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Treball presentat
European Drying Conference –EuroDrying’2011
Palma. Balearic Island, Spain, 26-28 0ctobre 2011
MOISTURE DESORPTION ISOTHERMS, ISOSTERIC HEATS OF DESORPTION
AND GLASS TRANSITION OF FRESH PEAR AND APPLE:
EXPERIMENTAL AND MATHEMATICAL INVESTIGATION
DJENDOUBI MRAD Nadia (1, 2, 3), BONAZZI Catherine (1, 3), COURTOIS Francis (1),
BOUDHRIOUA Nourhène (4), KECHAOU Nabil (1)
(1)
Groupe de Recherche en Génie des Procédés Agroalimentaires Unité de Recherche : Mécanique des Fluides Appliquée et
Modélisation Ecole Nationale d’Ingénieurs de Sfax BP 1173, 3038, Sfax, Université de Sfax, TUNISIE
(2)
AgroParisTech, UMR 1145 Génie Industriel Alimentaire, 1 avenue des Olympiades F-91300 Massy
(3)
INRA, UMR 1145 Génie Industriel Alimentaire, 1 avenue des Olympiades F-91300 Massy
(4)
Institut Supérieur de Biotechnologie, Sidi Thabet, Tunis, Université de la Mannouba, Tunisie.
Abstract
Moisture desorption isotherms of apples and pears were determined at 30°C, 45°C and 60°C using the standard staticgravimetric method. These desorption isotherms decreased with increasing temperature, exhibited type III behavior according
to BET classification. The experimental data were adequately fitted using six models. The Peleg model best fitted the whole
set of data over the range of investigated temperatures and water activities (0.996 ≤ R² ≤ 0.999 and 0.004 ≤ S ≤ 0.011).
Thermal transitions of the both fruits were analyzed by using Differential Scanning Calorimetry. Glass transition temperature
of both samples decreased linearly with the increase of water activity.
Keywords: apple, pear, glass transition, water activity, desorption isotherm.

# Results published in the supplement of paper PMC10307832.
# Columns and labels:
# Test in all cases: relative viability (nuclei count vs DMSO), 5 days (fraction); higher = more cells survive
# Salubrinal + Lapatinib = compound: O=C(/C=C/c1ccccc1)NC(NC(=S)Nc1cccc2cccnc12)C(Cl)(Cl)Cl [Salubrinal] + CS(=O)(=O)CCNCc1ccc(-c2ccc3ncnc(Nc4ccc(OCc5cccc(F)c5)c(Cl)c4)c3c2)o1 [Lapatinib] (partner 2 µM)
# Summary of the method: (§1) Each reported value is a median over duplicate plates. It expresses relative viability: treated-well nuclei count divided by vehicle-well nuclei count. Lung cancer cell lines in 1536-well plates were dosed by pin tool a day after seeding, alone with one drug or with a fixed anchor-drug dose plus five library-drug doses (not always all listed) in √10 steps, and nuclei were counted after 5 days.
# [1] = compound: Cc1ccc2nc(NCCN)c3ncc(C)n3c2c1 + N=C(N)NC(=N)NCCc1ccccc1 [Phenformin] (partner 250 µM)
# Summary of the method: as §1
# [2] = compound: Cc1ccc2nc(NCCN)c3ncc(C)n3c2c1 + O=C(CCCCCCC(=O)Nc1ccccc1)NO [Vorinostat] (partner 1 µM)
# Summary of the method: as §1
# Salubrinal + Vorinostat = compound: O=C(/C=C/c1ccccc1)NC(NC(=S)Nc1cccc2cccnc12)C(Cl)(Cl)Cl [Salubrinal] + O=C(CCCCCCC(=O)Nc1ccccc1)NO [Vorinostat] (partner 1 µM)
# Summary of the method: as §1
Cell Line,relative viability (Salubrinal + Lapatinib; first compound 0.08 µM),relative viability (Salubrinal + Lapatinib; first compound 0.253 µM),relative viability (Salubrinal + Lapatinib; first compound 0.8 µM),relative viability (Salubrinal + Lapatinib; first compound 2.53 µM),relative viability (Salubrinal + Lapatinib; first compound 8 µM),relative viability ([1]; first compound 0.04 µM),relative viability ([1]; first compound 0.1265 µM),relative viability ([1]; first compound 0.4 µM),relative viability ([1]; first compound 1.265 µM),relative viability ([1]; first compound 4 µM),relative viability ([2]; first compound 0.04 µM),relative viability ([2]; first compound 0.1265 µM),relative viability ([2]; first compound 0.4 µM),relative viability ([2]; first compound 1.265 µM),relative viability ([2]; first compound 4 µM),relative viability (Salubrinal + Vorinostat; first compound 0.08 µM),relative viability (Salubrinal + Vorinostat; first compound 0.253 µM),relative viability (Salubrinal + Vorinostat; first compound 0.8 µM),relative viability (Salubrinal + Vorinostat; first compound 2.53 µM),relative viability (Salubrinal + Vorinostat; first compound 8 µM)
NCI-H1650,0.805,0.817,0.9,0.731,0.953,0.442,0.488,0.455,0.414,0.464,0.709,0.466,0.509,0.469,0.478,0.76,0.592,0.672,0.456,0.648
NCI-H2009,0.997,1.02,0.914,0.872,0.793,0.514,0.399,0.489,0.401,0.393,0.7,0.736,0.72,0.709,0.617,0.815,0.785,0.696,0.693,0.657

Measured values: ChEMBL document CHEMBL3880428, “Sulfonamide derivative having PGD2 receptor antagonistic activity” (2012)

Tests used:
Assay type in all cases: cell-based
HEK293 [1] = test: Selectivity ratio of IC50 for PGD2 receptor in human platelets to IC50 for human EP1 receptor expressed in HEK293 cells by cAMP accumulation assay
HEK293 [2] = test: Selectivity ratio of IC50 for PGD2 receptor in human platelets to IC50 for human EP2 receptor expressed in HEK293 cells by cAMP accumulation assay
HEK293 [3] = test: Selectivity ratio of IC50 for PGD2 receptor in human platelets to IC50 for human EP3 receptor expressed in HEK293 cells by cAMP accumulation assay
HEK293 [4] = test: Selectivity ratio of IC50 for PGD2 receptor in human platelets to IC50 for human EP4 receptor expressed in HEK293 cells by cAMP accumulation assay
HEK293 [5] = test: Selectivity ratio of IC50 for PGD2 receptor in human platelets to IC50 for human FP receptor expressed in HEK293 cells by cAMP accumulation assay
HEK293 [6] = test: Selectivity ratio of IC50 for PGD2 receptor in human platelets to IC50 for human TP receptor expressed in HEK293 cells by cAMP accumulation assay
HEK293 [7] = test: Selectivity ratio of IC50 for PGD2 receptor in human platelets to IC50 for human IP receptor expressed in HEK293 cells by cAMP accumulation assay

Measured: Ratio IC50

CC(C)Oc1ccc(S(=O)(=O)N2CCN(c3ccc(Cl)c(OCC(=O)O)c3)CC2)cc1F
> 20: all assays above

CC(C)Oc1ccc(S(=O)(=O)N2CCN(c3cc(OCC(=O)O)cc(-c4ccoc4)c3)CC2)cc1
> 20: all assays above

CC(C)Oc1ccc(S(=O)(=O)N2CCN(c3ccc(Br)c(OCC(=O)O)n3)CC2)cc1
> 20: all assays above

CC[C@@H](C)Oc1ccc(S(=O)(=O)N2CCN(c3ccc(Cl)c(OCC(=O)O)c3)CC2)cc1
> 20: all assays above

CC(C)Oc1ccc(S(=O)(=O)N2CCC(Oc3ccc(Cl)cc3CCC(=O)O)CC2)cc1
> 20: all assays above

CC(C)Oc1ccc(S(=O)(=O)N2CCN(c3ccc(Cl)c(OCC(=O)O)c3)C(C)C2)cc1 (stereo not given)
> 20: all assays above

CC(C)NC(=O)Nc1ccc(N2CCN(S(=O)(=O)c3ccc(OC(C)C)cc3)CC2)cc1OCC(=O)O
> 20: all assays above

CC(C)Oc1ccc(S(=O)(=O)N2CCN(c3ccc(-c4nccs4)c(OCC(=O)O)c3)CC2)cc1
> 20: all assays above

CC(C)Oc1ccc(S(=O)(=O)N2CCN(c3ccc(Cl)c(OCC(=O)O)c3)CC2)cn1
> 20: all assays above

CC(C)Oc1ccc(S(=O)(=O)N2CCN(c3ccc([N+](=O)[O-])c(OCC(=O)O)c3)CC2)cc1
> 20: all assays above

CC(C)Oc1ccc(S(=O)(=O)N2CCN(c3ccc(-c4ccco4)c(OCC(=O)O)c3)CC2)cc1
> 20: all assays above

INTRODUCTION
Equilibrium experiments
Glass transition Temperature (Tg) is a powerful tool
for understanding the quantification of water
mobility in foods and controlling the shelf-life of
products. As aw has been proved inadequate for some
food products shelf-life evaluation, Tg has an
advantage over aw (Delgado & Sun, 2002). At
temperatures below Tg, any food product has been
considered to be stable. However, the concept of
glass transition cannot predict the microbial stability
of foods with confidence and it needs further
research to understand the influence of water and
solute mobility for controlling growth and metabolic
activity of micro-organisms in foods (Le Meste et al.,
2002). Therefore, Tg, moisture content and aw are
complimentary to each other to quantify the water
migration pattern in food precisely.
Desorption isotherms of fresh apple and pear samples
were carried out by using the standard static
gravimetric method (Wolf et al., 1985). Various
water activities (aw) ranged between 0.07 to 0.98
were selected using several saturated salt solutions
and three temperatures (30, 45 and 60°C).